RA risk by job

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Takeaway

  • 4 occupations, 3 involving noxious airborne substances, were associated with an increased risk for rheumatoid arthritis (RA) in this large case-control study.

Why this matters

  • Previous studies of RA and occupation did not adjust for environmental or lifestyle risk factors or stratify patients by positive or negative anticitrullinated protein antibodies (ACPAs) status.

Key results

  • 3522 patients with RA and 5580 control patients with complete data.
  • Adjusted, elevated RA risk in men in the following occupational groups:
  • —Electrical/electronics workers (OR, 2.1 for ACPA+; OR, 2.6 for ACPA).
  • —Bricklayers, concrete workers (OR, 2.9 for ACPA+; OR, 2.4 for ACPA).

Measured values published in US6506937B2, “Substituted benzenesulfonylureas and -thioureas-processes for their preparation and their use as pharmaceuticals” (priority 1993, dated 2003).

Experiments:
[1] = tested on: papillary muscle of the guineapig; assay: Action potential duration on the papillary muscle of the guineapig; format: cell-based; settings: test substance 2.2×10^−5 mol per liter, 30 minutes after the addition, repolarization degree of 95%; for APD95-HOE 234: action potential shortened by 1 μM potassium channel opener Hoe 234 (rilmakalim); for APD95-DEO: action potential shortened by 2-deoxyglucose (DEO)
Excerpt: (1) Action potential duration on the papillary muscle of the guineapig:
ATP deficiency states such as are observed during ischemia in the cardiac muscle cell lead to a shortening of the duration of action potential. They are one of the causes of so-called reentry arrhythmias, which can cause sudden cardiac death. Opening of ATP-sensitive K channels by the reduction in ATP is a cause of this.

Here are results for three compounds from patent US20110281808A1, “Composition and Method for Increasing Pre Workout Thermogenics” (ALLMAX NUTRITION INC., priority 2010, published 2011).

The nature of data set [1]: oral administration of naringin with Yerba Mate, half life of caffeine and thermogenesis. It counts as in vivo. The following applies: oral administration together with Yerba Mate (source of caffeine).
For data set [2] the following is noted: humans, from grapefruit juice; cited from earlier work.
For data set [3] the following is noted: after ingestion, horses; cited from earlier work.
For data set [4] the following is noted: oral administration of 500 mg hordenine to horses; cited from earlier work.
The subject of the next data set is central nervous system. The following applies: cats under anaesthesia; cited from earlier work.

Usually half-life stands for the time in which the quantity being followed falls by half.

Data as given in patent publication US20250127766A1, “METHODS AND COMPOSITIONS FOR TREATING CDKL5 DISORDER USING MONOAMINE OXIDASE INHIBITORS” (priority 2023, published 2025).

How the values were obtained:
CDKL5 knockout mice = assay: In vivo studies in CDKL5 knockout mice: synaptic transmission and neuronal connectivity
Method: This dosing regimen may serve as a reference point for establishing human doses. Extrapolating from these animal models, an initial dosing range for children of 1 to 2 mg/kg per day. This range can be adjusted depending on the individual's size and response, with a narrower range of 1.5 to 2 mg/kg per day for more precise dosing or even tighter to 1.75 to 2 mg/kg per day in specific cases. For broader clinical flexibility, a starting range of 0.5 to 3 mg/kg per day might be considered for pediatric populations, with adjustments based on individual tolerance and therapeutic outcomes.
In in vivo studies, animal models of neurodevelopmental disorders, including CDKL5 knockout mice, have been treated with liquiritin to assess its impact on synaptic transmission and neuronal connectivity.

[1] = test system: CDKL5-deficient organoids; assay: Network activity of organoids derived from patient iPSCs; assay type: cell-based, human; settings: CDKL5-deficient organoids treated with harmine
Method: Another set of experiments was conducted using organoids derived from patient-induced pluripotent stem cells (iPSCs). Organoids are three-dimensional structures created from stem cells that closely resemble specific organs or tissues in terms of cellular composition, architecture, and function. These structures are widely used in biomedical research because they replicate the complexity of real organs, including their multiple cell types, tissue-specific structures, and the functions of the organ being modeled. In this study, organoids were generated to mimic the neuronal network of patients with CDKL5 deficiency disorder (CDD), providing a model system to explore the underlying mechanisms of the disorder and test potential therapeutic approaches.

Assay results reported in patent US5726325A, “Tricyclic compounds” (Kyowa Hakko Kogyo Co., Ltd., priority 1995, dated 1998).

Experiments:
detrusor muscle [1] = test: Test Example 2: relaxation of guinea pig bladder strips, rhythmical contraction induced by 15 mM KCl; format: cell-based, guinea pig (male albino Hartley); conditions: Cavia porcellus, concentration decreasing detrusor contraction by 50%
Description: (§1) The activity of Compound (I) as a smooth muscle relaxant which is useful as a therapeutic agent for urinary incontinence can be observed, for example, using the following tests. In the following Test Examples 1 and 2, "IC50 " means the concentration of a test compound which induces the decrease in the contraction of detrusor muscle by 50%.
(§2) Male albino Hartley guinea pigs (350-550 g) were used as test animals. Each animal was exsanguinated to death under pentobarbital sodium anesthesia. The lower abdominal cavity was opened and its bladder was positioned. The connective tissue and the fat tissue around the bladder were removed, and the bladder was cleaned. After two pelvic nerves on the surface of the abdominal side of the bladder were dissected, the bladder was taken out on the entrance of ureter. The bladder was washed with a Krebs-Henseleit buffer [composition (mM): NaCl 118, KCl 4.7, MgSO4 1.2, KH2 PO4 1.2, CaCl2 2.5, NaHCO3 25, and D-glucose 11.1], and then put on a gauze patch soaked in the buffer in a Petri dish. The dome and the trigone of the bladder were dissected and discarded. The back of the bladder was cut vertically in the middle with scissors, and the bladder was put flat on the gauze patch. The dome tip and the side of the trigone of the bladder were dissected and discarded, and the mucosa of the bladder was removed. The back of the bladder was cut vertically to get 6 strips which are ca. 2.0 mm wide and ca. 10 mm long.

• —Material handling operators (OR, 2.4 for ACPA+).
  • —ORs slightly lower after adjustment for silica exposure.
  • Adjusted, elevated RA risk in women in the following occupations:
  • —Assistant nurses/attendants (OR, 1.3 for ACPA+).

Study design

  • Population-based case-control study of adults with newly diagnosed RA (n=3724) and age-, sex-, and residential area-matched control participants (n=5935).
  • Participants were checked for ACPA status, asked about their occupation in the previous year.
  • Analyses were adjusted for matching variables plus smoking, alcohol use, BMI, education.
  • Funding: Swedish Research Council for Health, Working Life, and Welfare; AFA Insurance.

Limitations

  • Study possibly underpowered to detect other occupational associations.
  • Bias potential from group differences, selection bias.